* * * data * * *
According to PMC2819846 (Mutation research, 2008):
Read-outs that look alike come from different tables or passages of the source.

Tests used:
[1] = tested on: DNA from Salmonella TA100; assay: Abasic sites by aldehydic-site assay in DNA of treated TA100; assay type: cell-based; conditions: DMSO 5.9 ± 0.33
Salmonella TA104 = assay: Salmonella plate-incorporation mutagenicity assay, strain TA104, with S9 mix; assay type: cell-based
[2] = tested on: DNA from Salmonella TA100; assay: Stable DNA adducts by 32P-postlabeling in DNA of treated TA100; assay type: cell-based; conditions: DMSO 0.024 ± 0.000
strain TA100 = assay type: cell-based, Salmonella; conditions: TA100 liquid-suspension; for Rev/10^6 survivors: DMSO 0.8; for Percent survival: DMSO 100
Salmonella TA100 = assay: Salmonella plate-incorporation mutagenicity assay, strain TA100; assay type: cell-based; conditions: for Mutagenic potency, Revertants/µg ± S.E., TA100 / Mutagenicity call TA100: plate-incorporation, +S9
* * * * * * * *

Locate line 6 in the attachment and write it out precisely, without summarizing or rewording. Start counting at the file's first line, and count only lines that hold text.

[2] = tested on: DNA from Salmonella TA100; assay: Stable DNA adducts by 32P-postlabeling in DNA of treated TA100; assay type: cell-based; conditions: DMSO 0.024 ± 0.000